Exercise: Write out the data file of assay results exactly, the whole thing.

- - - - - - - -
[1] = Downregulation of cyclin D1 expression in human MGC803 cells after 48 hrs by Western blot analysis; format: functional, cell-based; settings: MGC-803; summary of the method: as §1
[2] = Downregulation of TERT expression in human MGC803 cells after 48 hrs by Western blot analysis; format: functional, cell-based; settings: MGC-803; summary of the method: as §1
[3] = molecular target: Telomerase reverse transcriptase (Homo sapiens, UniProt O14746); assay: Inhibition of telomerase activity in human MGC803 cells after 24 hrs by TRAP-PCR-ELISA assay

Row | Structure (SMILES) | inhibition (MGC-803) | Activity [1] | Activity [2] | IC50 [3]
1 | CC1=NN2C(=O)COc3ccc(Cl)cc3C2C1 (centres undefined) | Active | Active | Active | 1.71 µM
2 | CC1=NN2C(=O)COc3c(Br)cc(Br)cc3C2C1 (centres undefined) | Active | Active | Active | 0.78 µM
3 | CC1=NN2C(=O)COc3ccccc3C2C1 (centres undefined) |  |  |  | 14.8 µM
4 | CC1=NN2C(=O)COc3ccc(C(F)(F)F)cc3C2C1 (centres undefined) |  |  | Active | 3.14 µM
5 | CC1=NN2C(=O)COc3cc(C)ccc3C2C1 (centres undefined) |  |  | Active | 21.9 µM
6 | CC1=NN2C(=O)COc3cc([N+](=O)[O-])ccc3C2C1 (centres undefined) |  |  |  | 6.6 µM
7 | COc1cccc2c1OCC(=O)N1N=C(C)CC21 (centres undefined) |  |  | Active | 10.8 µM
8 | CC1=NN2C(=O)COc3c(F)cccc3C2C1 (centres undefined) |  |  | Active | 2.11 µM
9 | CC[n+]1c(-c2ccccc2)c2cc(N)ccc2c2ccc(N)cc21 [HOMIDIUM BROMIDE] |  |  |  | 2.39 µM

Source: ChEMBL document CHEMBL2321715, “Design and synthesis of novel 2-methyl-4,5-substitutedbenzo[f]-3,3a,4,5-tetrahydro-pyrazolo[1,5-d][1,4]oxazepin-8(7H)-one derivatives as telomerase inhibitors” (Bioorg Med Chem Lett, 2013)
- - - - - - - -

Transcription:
[1] = Downregulation of cyclin D1 expression in human MGC803 cells after 48 hrs by Western blot analysis; format: functional, cell-based; settings: MGC-803; summary of the method: as §1
[2] = Downregulation of TERT expression in human MGC803 cells after 48 hrs by Western blot analysis; format: functional, cell-based; settings: MGC-803; summary of the method: as §1
[3] = molecular target: Telomerase reverse transcriptase (Homo sapiens, UniProt O14746); assay: Inhibition of telomerase activity in human MGC803 cells after 24 hrs by TRAP-PCR-ELISA assay

Row | Structure (SMILES) | inhibition (MGC-803) | Activity [1] | Activity [2] | IC50 [3]
1 | CC1=NN2C(=O)COc3ccc(Cl)cc3C2C1 (centres undefined) | Active | Active | Active | 1.71 µM
2 | CC1=NN2C(=O)COc3c(Br)cc(Br)cc3C2C1 (centres undefined) | Active | Active | Active | 0.78 µM
3 | CC1=NN2C(=O)COc3ccccc3C2C1 (centres undefined) |  |  |  | 14.8 µM
4 | CC1=NN2C(=O)COc3ccc(C(F)(F)F)cc3C2C1 (centres undefined) |  |  | Active | 3.14 µM
5 | CC1=NN2C(=O)COc3cc(C)ccc3C2C1 (centres undefined) |  |  | Active | 21.9 µM
6 | CC1=NN2C(=O)COc3cc([N+](=O)[O-])ccc3C2C1 (centres undefined) |  |  |  | 6.6 µM
7 | COc1cccc2c1OCC(=O)N1N=C(C)CC21 (centres undefined) |  |  | Active | 10.8 µM
8 | CC1=NN2C(=O)COc3c(F)cccc3C2C1 (centres undefined) |  |  | Active | 2.11 µM
9 | CC[n+]1c(-c2ccccc2)c2cc(N)ccc2c2ccc(N)cc21 [HOMIDIUM BROMIDE] |  |  |  | 2.39 µM

Source: ChEMBL document CHEMBL2321715, “Design and synthesis of novel 2-methyl-4,5-substitutedbenzo[f]-3,3a,4,5-tetrahydro-pyrazolo[1,5-d][1,4]oxazepin-8(7H)-one derivatives as telomerase inhibitors” (Bioorg Med Chem Lett, 2013)